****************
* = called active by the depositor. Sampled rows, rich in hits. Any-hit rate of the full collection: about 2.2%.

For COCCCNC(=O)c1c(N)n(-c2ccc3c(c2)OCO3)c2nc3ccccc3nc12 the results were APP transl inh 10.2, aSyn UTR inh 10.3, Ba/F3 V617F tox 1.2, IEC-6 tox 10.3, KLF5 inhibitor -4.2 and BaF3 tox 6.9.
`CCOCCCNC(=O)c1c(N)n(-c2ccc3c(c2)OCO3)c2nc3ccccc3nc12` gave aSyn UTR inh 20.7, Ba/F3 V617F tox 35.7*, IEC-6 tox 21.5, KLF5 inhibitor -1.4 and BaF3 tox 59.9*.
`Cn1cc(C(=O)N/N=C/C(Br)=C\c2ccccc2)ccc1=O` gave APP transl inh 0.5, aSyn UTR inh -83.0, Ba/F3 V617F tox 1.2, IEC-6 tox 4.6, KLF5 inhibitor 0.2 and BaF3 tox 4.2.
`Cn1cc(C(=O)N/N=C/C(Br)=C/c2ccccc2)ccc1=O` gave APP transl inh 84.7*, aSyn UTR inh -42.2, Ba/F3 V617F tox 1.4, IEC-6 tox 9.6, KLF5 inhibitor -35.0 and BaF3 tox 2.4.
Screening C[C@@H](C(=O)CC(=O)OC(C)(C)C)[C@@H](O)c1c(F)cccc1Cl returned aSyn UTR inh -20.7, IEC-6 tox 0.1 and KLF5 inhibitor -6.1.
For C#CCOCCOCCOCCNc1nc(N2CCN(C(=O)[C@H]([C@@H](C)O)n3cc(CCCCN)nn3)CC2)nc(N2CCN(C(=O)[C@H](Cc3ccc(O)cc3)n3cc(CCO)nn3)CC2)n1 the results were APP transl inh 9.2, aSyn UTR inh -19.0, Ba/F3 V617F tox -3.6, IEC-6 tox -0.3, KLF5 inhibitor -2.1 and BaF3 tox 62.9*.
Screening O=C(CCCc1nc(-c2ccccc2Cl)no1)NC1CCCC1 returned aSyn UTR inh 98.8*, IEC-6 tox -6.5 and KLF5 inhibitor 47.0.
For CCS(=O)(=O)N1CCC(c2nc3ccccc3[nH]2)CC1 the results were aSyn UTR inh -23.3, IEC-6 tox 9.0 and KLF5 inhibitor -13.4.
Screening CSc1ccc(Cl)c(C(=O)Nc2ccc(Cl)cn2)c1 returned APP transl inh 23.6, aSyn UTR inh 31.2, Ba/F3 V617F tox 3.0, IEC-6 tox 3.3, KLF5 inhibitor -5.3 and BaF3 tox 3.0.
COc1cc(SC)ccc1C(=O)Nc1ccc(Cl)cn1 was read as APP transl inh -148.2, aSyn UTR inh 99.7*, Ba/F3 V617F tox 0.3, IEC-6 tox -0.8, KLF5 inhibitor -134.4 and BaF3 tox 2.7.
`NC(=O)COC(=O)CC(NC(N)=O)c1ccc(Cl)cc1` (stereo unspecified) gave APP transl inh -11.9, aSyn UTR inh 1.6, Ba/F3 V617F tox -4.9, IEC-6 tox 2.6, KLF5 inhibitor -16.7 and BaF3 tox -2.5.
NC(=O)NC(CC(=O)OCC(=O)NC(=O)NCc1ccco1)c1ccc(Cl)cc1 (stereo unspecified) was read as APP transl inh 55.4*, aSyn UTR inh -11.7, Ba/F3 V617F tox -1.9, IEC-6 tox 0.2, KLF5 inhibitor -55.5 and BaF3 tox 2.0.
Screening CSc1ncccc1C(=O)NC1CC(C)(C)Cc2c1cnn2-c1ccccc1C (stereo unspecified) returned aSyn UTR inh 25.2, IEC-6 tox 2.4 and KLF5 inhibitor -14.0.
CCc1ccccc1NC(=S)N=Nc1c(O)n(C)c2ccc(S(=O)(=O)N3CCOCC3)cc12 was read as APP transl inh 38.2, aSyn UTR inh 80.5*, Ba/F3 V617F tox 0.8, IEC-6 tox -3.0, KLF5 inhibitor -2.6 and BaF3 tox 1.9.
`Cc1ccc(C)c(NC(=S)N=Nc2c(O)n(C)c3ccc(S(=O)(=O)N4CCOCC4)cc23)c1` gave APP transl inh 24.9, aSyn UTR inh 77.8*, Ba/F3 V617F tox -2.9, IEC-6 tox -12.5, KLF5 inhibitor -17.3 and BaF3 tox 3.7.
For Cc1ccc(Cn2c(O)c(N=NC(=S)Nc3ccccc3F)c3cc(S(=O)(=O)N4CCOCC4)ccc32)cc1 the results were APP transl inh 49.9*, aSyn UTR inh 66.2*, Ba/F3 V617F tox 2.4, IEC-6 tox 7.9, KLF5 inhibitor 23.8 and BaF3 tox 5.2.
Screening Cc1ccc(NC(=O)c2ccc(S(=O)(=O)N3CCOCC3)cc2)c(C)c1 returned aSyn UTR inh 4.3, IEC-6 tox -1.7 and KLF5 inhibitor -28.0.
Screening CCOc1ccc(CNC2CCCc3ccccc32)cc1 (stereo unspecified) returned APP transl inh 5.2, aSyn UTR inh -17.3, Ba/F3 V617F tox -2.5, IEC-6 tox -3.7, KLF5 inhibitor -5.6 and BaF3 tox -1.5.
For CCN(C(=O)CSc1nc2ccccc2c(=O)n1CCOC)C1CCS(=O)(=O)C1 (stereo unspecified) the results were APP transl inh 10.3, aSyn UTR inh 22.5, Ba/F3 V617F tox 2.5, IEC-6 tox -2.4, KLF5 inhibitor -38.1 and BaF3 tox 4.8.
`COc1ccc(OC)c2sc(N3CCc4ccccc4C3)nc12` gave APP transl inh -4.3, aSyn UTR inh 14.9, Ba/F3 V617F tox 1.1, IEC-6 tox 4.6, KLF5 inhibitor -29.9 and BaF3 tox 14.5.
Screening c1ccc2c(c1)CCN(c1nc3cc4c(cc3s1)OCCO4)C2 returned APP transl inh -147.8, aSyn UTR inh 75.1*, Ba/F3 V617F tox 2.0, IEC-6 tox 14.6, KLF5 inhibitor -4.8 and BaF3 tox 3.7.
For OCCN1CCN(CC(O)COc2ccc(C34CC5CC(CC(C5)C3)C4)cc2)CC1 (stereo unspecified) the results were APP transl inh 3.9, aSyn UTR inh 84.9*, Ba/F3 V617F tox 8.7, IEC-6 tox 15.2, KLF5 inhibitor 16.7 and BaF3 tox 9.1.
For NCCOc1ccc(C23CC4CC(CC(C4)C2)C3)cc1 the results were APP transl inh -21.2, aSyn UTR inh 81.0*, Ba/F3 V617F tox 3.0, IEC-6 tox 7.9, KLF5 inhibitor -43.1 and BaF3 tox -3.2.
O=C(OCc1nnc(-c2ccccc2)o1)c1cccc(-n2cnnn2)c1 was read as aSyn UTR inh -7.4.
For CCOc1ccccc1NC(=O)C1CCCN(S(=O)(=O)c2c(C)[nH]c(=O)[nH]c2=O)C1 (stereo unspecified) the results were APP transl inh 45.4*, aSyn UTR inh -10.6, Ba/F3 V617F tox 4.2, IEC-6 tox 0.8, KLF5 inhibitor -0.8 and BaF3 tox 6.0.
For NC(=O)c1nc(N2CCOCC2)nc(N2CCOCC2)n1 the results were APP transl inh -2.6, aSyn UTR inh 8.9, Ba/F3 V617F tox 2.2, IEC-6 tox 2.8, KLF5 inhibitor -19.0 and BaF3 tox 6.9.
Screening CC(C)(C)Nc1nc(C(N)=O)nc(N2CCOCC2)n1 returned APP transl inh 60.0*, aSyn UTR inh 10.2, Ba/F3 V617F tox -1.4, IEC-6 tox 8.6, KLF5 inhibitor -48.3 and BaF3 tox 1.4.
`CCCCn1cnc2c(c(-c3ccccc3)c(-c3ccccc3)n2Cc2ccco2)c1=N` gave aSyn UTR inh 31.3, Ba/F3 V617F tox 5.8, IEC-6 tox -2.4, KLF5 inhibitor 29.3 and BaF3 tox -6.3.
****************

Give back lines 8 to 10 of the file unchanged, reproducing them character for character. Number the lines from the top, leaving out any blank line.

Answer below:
Screening O=C(CCCc1nc(-c2ccccc2Cl)no1)NC1CCCC1 returned aSyn UTR inh 98.8*, IEC-6 tox -6.5 and KLF5 inhibitor 47.0.
For CCS(=O)(=O)N1CCC(c2nc3ccccc3[nH]2)CC1 the results were aSyn UTR inh -23.3, IEC-6 tox 9.0 and KLF5 inhibitor -13.4.
Screening CSc1ccc(Cl)c(C(=O)Nc2ccc(Cl)cn2)c1 returned APP transl inh 23.6, aSyn UTR inh 31.2, Ba/F3 V617F tox 3.0, IEC-6 tox 3.3, KLF5 inhibitor -5.3 and BaF3 tox 3.0.